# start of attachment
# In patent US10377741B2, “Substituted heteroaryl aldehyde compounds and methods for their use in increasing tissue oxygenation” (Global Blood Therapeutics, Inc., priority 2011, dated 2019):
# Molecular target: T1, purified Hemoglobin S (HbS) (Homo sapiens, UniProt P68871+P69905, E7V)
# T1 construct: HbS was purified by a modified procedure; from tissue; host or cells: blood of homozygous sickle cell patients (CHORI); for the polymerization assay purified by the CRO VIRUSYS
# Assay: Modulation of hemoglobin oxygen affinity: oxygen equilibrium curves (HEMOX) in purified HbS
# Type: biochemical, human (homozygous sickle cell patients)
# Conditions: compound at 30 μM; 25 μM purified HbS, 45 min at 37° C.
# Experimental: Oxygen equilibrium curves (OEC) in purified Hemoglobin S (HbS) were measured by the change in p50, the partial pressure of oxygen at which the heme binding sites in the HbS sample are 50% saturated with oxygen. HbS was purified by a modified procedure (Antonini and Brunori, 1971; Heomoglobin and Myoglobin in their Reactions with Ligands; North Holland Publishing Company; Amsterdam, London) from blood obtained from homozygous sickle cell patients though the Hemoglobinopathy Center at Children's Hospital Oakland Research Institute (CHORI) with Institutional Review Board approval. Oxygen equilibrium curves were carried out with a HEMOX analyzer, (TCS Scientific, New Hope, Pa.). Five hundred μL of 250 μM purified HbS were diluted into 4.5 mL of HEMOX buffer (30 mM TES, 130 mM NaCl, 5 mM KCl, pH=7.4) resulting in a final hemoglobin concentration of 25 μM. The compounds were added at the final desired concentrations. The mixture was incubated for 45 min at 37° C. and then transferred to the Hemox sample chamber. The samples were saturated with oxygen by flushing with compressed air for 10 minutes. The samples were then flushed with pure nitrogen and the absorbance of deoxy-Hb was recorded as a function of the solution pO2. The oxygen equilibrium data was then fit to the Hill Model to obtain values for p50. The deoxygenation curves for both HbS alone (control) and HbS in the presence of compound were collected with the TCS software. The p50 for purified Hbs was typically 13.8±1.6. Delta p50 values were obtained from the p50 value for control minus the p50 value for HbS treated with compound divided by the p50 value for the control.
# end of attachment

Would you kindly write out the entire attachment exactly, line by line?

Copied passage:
# In patent US10377741B2, “Substituted heteroaryl aldehyde compounds and methods for their use in increasing tissue oxygenation” (Global Blood Therapeutics, Inc., priority 2011, dated 2019):
# Molecular target: T1, purified Hemoglobin S (HbS) (Homo sapiens, UniProt P68871+P69905, E7V)
# T1 construct: HbS was purified by a modified procedure; from tissue; host or cells: blood of homozygous sickle cell patients (CHORI); for the polymerization assay purified by the CRO VIRUSYS
# Assay: Modulation of hemoglobin oxygen affinity: oxygen equilibrium curves (HEMOX) in purified HbS
# Type: biochemical, human (homozygous sickle cell patients)
# Conditions: compound at 30 μM; 25 μM purified HbS, 45 min at 37° C.
# Experimental: Oxygen equilibrium curves (OEC) in purified Hemoglobin S (HbS) were measured by the change in p50, the partial pressure of oxygen at which the heme binding sites in the HbS sample are 50% saturated with oxygen. HbS was purified by a modified procedure (Antonini and Brunori, 1971; Heomoglobin and Myoglobin in their Reactions with Ligands; North Holland Publishing Company; Amsterdam, London) from blood obtained from homozygous sickle cell patients though the Hemoglobinopathy Center at Children's Hospital Oakland Research Institute (CHORI) with Institutional Review Board approval. Oxygen equilibrium curves were carried out with a HEMOX analyzer, (TCS Scientific, New Hope, Pa.). Five hundred μL of 250 μM purified HbS were diluted into 4.5 mL of HEMOX buffer (30 mM TES, 130 mM NaCl, 5 mM KCl, pH=7.4) resulting in a final hemoglobin concentration of 25 μM. The compounds were added at the final desired concentrations. The mixture was incubated for 45 min at 37° C. and then transferred to the Hemox sample chamber. The samples were saturated with oxygen by flushing with compressed air for 10 minutes. The samples were then flushed with pure nitrogen and the absorbance of deoxy-Hb was recorded as a function of the solution pO2. The oxygen equilibrium data was then fit to the Hill Model to obtain values for p50. The deoxygenation curves for both HbS alone (control) and HbS in the presence of compound were collected with the TCS software. The p50 for purified Hbs was typically 13.8±1.6. Delta p50 values were obtained from the p50 value for control minus the p50 value for HbS treated with compound divided by the p50 value for the control.